The final portion of the book is devoted to an in-depth exploration of the complex relationship between psychoanalysis and the interpretation of sexuality. According to Schafer, in the early days of psychoanalysis, sex was understood to begin with three distinct and successive pregenital phases of libidinal organization, the oral, anal and phallic. The Oedipus complex was thought to develop during the phallic stage with resultant castration anxiety. A positive outcome was thought to occur when the castration anxieties and fantasies resolved, resulting in the formation of the superego, the renunciation of oedipal objects, and the attainment of a fourth phase: the genital phase and normality. Reproductive sexuality became the developmental ideal, and deviations such as homoerotic relationships were considered perverse and indicative of arrested development. Interpretation at that time was meant to discover repressed or disguised sexual motives, which could be accomplished by lifting the infantile amnesia.

We are less threatened today by diversity and today’s analysts do not feel the obligation to go through Freud’s checklist, but store questions about sexuality in preconscious contexts from which they can draw when formulating interpretations. Schafer speculates that today’s analysts are better prepared emotionally and intellectually to defer interpretation in the light of continuing dialogue with the analysand, or simply to go on listening until the manifest content yields unconscious meaning. Schafer acknowledges contemporary trends in thinking about sexuality in terms of constructivism, narration, dialogue, co-authorship, and a view of objectivity that the author views as situating interpretation in a cultural and historical context, recognizing there are multiple truths which are always provisional. The author provides a caution that many analysands are continuously fluctuating in level of functioning in line with their histories, anxieties, and defenses. Focusing too intently on manifest content will not bring about analytically intelligible psychic change, but strengthening the foundations of relatedness to others is required before the interpretation of sex can play a constructive role in the analysis.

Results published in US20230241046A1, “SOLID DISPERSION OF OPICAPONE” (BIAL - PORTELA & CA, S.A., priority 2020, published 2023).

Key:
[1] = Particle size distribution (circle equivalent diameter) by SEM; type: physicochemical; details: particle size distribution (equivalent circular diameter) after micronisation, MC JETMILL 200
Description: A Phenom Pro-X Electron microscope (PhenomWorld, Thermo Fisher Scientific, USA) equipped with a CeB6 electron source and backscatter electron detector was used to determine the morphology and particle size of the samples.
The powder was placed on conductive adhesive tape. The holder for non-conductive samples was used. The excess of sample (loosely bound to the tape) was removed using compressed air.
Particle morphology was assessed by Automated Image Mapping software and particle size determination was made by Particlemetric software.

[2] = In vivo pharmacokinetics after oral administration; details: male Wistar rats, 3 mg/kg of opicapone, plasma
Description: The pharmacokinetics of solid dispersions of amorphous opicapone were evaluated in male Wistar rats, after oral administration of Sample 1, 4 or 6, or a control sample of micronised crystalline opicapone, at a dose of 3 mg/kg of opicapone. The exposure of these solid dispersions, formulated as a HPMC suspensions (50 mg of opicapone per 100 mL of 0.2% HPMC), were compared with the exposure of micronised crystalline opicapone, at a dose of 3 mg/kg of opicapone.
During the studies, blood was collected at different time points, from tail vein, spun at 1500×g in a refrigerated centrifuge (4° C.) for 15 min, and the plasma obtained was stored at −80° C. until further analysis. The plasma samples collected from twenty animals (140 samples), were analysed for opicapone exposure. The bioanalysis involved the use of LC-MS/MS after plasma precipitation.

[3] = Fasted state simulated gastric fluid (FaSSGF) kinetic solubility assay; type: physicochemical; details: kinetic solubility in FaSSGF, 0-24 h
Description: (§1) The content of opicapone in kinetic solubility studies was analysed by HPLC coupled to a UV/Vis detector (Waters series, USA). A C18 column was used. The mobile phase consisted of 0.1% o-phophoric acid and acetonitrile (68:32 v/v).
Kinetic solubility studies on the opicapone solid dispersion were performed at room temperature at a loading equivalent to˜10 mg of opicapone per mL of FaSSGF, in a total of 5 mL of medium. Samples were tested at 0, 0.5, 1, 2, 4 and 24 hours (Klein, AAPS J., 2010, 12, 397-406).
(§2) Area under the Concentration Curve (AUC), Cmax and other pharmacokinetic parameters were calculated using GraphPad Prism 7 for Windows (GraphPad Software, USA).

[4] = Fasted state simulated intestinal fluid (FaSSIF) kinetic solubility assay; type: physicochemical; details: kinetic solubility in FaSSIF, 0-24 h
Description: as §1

Roy Schafer concerns himself with psychoanalytic discourse on male non-normative sexuality and perversion and bravely examines phallocentrism in analytic theory and practice, with specific examination of society’s concept of perversion, which is narrow and reflects binary conceptualizations and dichotomous or polarized thinking in the realm of sex and gender. In keeping with his lifelong commitment to the examination of language as a tool to access unconscious meaning, the author makes the case that language is structured to serve sexual and gender biases and is a primary mode of the transmission of superego dictates concerning maleness. It is a medium so laden with moral messages that it regulates major aspects of our relations with ourselves, others, and events, and exerts moral control over what is enabled.